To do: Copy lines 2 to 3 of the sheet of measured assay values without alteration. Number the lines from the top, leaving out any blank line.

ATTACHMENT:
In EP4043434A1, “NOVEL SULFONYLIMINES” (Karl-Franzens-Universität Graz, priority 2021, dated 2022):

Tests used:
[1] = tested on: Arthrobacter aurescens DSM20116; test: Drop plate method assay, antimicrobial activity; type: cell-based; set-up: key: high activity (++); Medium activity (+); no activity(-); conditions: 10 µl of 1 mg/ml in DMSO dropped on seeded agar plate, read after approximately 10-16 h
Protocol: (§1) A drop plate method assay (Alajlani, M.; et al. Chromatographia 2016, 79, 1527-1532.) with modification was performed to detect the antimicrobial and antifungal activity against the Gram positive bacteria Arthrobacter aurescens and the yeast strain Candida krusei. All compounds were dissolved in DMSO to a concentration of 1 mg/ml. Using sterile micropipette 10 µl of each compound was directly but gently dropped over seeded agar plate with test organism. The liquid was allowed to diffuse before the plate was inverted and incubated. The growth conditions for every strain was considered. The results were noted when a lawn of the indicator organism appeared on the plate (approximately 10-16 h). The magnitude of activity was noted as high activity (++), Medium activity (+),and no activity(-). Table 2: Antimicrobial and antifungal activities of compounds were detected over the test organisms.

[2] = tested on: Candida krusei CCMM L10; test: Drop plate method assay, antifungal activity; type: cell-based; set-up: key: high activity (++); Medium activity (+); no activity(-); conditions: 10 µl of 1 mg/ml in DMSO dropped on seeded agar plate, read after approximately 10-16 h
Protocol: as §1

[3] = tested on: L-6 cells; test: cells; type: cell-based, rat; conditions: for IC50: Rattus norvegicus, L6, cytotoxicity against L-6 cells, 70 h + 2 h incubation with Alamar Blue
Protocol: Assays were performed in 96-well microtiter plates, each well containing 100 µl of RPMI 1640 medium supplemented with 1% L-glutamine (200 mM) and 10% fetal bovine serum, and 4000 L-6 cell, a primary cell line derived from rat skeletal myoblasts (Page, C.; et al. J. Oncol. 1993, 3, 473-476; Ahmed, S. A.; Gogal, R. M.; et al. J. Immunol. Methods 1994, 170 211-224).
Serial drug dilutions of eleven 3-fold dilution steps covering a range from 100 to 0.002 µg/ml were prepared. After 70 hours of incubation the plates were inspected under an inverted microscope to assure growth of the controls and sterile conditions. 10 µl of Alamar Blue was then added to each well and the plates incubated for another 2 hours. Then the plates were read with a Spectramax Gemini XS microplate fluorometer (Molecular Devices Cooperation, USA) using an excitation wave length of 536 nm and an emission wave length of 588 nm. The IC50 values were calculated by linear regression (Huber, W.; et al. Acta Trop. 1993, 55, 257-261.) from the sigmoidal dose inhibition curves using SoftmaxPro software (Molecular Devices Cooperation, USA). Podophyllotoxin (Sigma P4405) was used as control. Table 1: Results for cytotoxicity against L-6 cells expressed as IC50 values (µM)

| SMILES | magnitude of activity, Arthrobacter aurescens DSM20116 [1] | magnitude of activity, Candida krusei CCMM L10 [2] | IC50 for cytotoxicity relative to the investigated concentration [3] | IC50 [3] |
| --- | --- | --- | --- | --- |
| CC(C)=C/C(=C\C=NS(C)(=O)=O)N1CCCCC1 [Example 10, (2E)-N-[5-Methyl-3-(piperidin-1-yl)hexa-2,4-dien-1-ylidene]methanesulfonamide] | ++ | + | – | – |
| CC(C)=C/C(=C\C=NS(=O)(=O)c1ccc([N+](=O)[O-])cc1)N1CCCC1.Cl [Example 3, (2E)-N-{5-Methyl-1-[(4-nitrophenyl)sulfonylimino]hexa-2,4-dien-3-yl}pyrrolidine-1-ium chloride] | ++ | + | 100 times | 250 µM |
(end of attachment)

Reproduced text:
Tests used:
[1] = tested on: Arthrobacter aurescens DSM20116; test: Drop plate method assay, antimicrobial activity; type: cell-based; set-up: key: high activity (++); Medium activity (+); no activity(-); conditions: 10 µl of 1 mg/ml in DMSO dropped on seeded agar plate, read after approximately 10-16 h